15-Oct (USAGOLD) — Gold has fallen to a new 4-week low at 1728.76 as corrective pressures that emerged last week persist. Essentially gold has returned to the level it was at when Fed chairman Bernanke announced QE3 on 13-Sep. Global growth concerns are ascendent once again, despite massive monetary stimulus from central banks around the world; amid a growing realization that monetary policy is not a panacea.
This is a sentiment reiterated by Bernanke in Tokyo over the weekend: “As I have said many times, however, monetary policy is not a panacea.” And while the Fed is not likely dismayed by softer gold prices, US equities has also retraced all of their QE3 related gains. A weak stock market is a problem for the Fed as the diminished wealth effect that results tends to have negative impact on consumption; and consumption of course is the life blood of the US economy.
What does the Fed do from here? Well, I doubt they throw up their hands and say there’s nothing more they can do. More growth risks and declines in stocks may well lead to an increasing expectation that QE3 will be expanded to include more outright Treasury purchases. We’re arguably too far down the path to turn back now. So the best hope perhaps is that rather than back-track, we find a new path that will ultimately address some of the underlying fiscal problems that are the root causes of the economic malaise that we find ourselves in.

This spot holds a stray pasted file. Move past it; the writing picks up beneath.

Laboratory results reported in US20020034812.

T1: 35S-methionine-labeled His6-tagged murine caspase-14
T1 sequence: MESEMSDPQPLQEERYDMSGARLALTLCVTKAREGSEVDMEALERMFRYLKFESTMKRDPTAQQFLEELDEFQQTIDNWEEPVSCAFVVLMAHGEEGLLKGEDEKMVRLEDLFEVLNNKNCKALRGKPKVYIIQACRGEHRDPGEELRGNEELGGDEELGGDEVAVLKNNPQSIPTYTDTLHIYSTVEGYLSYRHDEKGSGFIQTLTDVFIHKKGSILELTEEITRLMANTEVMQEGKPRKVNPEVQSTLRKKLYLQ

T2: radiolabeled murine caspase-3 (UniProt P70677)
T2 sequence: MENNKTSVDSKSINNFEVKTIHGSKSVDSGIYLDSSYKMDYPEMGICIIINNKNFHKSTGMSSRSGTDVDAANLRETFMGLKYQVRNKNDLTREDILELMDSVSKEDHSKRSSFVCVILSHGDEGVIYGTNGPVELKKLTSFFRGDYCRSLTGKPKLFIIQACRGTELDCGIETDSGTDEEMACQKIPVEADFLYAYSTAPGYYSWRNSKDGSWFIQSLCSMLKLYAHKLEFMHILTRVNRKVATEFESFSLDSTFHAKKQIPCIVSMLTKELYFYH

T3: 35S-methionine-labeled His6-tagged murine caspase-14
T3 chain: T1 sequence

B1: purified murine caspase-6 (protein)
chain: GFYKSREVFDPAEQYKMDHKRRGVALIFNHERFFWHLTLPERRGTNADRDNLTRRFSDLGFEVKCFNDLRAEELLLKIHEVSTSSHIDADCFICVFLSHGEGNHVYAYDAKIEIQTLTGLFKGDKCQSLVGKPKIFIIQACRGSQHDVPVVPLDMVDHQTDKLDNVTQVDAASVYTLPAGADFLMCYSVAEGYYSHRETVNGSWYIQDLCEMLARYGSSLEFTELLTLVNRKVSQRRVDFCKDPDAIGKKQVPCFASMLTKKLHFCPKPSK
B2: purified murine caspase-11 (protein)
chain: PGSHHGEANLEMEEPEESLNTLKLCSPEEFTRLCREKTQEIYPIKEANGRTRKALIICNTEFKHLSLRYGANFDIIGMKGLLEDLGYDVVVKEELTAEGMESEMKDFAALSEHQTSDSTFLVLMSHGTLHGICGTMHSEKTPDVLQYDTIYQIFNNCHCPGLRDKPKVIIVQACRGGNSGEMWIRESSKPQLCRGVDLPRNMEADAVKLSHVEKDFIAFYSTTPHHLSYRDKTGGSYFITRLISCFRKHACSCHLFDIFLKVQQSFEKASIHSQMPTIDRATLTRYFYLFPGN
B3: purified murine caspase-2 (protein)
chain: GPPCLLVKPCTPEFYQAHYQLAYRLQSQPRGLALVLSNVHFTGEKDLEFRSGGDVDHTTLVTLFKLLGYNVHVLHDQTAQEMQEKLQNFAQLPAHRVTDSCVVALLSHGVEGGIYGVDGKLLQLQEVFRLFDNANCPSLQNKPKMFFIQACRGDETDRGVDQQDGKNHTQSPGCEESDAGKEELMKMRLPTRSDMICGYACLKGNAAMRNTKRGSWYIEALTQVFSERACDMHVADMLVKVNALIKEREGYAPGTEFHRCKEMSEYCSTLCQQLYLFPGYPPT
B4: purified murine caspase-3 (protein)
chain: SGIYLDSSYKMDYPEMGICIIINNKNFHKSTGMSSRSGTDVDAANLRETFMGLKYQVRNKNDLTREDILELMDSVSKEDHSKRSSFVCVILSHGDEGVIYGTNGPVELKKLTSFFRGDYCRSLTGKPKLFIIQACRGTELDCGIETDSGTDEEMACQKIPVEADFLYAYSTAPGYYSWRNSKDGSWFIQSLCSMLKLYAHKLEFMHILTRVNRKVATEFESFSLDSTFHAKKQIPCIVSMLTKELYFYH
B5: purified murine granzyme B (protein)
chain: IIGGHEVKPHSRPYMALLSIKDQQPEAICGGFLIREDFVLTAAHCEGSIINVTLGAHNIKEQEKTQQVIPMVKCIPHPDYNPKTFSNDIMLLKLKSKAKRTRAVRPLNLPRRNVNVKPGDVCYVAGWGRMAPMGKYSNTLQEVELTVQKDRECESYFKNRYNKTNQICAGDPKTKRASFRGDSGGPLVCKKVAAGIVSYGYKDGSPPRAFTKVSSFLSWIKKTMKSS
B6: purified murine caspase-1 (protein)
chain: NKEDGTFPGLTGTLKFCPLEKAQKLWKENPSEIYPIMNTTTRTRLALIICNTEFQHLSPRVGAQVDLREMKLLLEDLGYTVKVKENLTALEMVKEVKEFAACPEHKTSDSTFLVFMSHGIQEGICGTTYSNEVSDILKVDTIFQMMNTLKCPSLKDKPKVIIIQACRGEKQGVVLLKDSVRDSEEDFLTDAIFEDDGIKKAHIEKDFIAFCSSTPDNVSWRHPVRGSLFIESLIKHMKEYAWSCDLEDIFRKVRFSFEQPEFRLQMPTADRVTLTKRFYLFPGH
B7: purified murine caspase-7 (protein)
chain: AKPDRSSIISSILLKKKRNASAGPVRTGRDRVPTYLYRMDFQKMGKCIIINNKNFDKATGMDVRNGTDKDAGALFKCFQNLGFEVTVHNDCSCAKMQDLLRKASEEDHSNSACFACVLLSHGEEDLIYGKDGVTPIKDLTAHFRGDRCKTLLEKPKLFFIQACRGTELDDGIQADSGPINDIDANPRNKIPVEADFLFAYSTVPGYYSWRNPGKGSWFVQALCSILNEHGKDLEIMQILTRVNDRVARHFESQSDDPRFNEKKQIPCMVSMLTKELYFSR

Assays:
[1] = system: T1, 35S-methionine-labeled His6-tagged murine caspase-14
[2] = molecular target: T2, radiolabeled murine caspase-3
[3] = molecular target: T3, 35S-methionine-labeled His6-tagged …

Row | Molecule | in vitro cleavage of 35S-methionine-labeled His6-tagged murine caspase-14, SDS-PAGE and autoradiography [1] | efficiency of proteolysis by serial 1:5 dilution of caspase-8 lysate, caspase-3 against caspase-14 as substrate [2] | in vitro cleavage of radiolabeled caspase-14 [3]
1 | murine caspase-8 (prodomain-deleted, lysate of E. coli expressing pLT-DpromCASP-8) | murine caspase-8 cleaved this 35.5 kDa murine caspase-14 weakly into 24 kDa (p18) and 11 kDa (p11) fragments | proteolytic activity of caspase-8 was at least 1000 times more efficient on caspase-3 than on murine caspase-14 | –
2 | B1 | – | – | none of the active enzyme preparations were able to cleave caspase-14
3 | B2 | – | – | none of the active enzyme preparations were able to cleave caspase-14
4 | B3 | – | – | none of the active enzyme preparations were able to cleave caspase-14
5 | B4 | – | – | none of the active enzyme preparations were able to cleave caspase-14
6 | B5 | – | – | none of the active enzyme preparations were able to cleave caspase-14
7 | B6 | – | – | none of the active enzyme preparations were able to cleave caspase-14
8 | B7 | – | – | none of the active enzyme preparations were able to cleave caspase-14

In that vein, Presidential candidate Mitt Romney has pledged to dump Fed chairman Ben Bernanke. The recent narrowing of Presidential race polls, in the wake of Romney’s Denver debate performance, have raised the odds that he just might get that opportunity to sack Bernanke. That uptick in uncertainty is causing some short-term duress in the market.
Make no mistake though, a President Romney would be very unlikely to appoint a true monetary hawk to head the Fed. Instead, he would likely look for someone who would alter course gradually. That would likely mean that even under new leadership, the Fed’s balance sheet would continue to grow for some time, although perhaps at a slower pace.
• US business inventories +0.6% in Aug, near expectations of +0.5%, vs +0.8% in Jul; sales +0.5%.
• Canada existing home sales surprise at +2.5% in Sep, on expectations of -5.0%; -15.1% y/y.
• US Empire State Index rebounded to -6.2 in Oct, below expectations of -5.0, vs -10.4 in Sep.
• US retail sales +1.1% in Sep, above expectations of +0.8%, vs positive revised +1.2% in Aug; ex-auto +1.1%.
• Turkey unemployment rate (nsa) rose to 8.4% in Jul, vs 8.0% in Jun.
• Switzerland PPI +0.3% m/m in Sep, vs +0.5% in Aug; +0.3% y/y.
• China CPI +1.9% y/y in Sep, vs +2.0% y/y in Aug.
• China PPI -3.6% y/y in Sep, vs -3.5% y/y in Aug.
• Japan industrial production (sa) revised down to -1.6% in Aug, vs -1.3% previously.